Audie’s cousin’s story was similar to her own. She had gotten her education and left for better things off planet. The kind of quirky intelligence Audie had shown must have been part of the family’s genetic heritage because Jamie in a remarkably short period of time had made it to first officer on a merchant operating out of Llanfairn. She had come so far so fast that she would be stuck for a good long time in her present role unless something extraordinarily unusual happened. And the more Connie talked to her the more she thought it just might have.

“Where’s Sergeant Pilchard Madry?” Connie asked.

“Don’t know exactly Ma’am, he said he had some personal business to look after and would be back later this evening, but he let me know not to wait up,” she said with a smile that was almost a leer.

“Guess I’ll catch him later than. I’m off to visit my folks and will see you tomorrow. Till then carry on.”

“Yes Sir, Ma’am”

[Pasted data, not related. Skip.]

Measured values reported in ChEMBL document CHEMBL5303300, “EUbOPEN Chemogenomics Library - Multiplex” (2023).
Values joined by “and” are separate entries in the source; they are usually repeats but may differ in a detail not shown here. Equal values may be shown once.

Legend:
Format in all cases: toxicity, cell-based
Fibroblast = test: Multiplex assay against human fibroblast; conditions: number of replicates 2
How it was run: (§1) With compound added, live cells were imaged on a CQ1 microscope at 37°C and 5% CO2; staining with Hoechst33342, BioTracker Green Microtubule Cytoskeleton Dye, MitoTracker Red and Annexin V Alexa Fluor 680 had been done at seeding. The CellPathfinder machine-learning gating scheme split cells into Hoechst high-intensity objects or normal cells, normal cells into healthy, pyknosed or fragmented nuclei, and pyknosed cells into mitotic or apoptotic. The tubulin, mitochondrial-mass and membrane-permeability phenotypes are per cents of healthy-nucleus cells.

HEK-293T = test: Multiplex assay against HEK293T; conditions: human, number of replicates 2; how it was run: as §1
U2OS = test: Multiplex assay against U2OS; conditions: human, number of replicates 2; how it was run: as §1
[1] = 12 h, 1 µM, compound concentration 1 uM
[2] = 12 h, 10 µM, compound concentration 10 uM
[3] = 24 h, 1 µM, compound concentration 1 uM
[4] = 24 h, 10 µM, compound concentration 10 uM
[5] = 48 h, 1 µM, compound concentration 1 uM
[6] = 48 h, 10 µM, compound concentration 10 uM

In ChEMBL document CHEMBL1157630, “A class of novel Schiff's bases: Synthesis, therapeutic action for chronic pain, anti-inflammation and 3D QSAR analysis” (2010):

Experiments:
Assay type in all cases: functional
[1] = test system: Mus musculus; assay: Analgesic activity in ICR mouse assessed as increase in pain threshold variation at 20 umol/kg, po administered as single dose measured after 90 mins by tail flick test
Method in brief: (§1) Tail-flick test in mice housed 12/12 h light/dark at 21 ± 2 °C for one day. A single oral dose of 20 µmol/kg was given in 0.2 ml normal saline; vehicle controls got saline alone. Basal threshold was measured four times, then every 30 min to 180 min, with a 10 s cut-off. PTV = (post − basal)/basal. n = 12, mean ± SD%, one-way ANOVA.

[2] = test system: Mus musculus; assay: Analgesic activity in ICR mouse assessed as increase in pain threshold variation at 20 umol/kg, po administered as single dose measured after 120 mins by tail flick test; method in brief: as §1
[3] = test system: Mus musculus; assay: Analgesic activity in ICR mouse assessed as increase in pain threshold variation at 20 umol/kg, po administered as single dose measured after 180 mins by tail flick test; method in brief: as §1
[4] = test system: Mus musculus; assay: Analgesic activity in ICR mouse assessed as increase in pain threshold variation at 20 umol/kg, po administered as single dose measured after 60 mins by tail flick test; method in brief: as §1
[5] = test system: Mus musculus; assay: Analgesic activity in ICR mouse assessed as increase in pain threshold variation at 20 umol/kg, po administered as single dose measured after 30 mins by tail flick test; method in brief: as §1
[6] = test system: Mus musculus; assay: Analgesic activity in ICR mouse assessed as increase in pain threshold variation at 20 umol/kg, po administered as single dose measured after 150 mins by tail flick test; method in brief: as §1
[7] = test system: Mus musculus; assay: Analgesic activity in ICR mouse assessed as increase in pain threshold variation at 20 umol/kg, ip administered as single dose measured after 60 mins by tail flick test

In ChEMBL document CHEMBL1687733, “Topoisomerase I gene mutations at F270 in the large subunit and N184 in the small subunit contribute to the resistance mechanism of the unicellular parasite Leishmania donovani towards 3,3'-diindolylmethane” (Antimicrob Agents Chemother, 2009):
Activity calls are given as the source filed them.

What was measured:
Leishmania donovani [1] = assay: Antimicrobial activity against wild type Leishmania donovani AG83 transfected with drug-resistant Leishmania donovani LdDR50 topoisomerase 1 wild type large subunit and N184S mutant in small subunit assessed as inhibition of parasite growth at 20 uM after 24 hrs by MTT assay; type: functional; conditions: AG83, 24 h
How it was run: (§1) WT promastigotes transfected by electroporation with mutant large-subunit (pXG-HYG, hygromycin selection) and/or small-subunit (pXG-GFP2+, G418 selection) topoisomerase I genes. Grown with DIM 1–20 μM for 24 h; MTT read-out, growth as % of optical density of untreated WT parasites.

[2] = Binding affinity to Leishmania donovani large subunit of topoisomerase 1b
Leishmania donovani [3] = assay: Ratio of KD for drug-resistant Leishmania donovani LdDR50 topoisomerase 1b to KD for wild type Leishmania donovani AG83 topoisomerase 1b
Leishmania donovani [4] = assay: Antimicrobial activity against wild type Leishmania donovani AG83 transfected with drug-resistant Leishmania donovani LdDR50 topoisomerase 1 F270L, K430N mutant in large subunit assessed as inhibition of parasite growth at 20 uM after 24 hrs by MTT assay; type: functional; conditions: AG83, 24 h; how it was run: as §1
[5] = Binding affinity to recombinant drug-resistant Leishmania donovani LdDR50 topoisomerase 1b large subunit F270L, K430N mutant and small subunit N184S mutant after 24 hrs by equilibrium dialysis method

When Connie showed up early the next morning Pilchard was remarkably chipper especially if what she expected he had been up to the night before was even nearly true. But it at least spoke highly of his powers of recovery. She wasted no time in getting down to details.

“There’s a ship leaving for Valerian day after tomorrow. The prize court won’t meet for at least another week and I think we can pay a little more in shipping fees and get everything you’ve purchased to date sent on its way. I talked to the Ophians the Cardomans too. They both would be more than happy to add their immediate cargo as well. That means that there will be enough that the amount we will need to pay to get her to make the unscheduled stop is minimal. Make sure that it’s all packaged and ready to go.”

“No, problems on that score Captain,” Pilchard responded.

“I also understand you’ve got another 12 soldiers lined up for enlistment into the company and I’ll go over the records this morning and if everything looks good we need to get the sign in ceremony scheduled and get them on the way with the Valerian.”

“Will do Lt.,” Sgt. Carl Pilchard said, “I’ve got a few major purchase items that you need you to sign for and that you’ll probably want to look at. Some can wait and a few might be negotiated downwards, but I’ve marked the ones that are either time or price sensitive,” he said pressing the button on his com unit that sent the information over to Connie’s. “Best to get these out of the way before the ship leaves.”

“Thank you Sergeant, carry on and we will talk again later today in time to get it done and anything we decide on ready to ship.”